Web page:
Born May 9, 1860
Just as Oz is to L. Frank Baum, Neverland is to J.M. Barrie. The play Peter Pan, or The Boy Who Wouldn’t Grow Up became J.M. Barrie’s best-known work. Most of his other writings include the character of Peter Pan or the concept of a child who never grows up. Barrie’s play was adapted into the 1953 Disney animated film Peter Pan and inspired other popular works such as the 2004 live-action movie Finding Neverland and the children’s novel series Peter and the Starcatchers.
Mary Pope Osborne
Born May 20, 1949
Mary Pope Osborne has published more than 60 stories for children, most of which are part of the Magic Tree House series. These young-reader chapter books focus on a brother and sister who find a treehouse in their neighborhood that allows them to travel to nearly any place or time: Ancient Greece, Elizabethan England, even the moon. The series has sold hundreds of millions of copies worldwide and can be read in any order.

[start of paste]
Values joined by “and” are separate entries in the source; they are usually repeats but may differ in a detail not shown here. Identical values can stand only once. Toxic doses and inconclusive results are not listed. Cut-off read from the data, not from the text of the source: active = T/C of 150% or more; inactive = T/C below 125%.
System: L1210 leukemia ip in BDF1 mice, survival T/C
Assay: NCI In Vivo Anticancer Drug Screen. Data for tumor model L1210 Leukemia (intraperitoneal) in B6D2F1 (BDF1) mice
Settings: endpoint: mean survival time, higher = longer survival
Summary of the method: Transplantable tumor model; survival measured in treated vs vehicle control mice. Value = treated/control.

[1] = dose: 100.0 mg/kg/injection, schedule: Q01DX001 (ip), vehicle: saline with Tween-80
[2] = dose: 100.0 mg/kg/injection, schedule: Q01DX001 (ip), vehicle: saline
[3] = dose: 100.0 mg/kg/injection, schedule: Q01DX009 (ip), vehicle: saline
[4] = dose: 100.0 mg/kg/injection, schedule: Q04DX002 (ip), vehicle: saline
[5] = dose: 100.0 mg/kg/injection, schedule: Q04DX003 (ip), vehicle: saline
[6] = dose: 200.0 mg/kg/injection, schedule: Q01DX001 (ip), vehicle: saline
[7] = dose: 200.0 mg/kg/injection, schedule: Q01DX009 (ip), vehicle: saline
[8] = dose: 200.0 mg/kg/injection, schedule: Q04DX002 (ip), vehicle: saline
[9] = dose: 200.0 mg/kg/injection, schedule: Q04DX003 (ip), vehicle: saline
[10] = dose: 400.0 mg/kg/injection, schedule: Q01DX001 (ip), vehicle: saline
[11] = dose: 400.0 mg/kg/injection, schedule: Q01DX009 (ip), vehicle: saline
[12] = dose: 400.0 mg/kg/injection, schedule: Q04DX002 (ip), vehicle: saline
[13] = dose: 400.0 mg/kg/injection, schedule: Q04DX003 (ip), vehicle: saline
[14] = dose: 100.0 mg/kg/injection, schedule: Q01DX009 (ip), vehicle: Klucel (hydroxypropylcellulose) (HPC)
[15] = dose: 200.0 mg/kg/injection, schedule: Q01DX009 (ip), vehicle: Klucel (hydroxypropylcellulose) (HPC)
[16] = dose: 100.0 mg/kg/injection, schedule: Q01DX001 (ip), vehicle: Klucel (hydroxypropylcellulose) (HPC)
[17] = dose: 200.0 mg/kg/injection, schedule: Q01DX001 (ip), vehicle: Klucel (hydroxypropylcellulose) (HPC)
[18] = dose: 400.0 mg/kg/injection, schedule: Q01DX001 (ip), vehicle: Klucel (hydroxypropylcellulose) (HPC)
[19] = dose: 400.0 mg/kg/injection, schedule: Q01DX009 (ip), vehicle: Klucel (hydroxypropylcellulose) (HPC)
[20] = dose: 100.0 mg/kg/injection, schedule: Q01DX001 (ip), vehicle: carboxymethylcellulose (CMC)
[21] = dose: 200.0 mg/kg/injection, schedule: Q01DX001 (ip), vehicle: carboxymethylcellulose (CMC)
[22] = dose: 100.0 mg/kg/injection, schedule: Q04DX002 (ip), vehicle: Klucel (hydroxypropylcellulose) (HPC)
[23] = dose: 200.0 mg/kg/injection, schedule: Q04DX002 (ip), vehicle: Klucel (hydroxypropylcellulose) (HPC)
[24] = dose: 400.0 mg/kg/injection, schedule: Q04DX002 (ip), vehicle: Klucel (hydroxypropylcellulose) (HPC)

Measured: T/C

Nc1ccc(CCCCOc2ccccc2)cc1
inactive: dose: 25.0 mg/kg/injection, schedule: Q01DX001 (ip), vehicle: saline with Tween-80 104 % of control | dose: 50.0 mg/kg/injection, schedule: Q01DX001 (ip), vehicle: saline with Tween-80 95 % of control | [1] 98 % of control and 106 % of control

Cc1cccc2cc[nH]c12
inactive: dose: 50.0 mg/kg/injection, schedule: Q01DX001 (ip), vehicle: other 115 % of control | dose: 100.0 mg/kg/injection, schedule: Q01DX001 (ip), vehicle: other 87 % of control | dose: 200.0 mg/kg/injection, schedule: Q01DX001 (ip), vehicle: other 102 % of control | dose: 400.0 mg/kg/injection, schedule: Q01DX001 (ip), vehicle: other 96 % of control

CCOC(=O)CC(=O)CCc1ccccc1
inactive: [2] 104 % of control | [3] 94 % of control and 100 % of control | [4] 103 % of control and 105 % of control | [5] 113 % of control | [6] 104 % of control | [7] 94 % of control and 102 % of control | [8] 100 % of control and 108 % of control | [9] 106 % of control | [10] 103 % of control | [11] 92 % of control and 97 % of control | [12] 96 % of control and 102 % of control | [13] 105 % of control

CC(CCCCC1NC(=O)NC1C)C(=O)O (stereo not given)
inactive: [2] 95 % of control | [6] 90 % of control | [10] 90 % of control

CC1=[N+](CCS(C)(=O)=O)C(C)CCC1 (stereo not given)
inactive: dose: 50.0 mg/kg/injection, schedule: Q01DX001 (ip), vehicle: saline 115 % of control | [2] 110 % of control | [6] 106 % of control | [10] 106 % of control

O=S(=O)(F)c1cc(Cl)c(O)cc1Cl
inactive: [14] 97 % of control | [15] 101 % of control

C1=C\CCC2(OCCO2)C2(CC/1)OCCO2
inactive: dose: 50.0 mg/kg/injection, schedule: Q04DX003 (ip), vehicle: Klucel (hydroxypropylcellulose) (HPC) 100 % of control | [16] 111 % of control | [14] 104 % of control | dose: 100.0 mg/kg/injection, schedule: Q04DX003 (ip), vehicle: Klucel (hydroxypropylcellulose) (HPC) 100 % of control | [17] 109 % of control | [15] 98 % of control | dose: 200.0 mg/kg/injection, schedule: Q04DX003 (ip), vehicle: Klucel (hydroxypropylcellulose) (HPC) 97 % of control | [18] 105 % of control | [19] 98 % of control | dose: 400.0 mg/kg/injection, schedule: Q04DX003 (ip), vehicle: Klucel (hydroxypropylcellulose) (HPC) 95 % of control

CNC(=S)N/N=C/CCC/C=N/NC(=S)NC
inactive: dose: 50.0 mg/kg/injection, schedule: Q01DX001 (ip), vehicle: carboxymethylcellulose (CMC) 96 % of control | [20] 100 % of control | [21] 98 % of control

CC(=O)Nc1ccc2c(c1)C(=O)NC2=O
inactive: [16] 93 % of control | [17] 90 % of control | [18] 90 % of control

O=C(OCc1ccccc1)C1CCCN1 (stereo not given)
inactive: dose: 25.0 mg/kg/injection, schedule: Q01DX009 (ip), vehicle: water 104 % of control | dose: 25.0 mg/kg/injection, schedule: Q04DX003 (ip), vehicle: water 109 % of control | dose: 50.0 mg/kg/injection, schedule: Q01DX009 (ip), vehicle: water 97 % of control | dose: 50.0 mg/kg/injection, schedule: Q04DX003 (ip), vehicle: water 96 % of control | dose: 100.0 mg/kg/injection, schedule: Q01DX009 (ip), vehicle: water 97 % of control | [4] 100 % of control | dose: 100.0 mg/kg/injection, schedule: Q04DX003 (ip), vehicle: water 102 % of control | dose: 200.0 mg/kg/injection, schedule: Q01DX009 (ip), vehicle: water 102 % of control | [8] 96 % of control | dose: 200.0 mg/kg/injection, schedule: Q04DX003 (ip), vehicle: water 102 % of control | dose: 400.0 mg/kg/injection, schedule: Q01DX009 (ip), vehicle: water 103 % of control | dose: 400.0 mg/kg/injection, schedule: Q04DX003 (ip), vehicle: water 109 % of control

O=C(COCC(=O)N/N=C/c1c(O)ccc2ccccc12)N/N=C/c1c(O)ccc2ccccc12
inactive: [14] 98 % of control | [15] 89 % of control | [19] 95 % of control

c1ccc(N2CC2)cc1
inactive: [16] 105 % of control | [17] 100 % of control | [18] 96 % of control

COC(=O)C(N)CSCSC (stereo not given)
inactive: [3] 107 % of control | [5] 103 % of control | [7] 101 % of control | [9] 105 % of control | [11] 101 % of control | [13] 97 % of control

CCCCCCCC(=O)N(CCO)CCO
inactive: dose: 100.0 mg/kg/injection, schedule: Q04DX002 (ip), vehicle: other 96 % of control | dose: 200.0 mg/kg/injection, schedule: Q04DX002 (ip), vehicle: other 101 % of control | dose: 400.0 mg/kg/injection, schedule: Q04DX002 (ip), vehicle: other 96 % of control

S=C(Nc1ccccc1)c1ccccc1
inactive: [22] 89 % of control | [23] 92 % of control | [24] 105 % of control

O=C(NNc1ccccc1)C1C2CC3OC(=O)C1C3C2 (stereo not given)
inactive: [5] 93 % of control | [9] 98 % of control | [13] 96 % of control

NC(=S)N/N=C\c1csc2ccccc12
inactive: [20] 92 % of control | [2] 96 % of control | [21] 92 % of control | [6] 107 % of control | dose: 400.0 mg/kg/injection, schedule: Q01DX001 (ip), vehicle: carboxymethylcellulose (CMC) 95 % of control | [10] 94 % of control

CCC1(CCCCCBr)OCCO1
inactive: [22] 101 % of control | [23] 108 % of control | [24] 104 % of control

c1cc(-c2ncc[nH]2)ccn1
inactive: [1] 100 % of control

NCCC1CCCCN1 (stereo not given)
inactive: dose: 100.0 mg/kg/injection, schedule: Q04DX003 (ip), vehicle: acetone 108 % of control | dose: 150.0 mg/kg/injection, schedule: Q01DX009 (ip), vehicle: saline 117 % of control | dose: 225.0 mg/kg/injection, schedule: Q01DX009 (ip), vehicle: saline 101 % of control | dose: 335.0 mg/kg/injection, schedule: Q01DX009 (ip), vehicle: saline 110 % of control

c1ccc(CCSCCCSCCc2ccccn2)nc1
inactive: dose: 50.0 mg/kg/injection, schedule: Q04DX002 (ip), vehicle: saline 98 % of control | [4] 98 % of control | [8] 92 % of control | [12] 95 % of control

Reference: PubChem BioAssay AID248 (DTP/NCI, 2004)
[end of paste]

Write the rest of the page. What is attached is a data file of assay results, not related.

Most of the Magic Tree House stories involve real elements of science, history, and/or world cultures. Osborne has also written a nonfiction companion series–Magic Tree House Fact Trackers–that dives deeper into the educational side of each fiction book. On most of the Fact Trackers, Osborne collaborated with her sister Natalie Pope Boyce and/or her husband Will Osborne.
Born May 14, 1968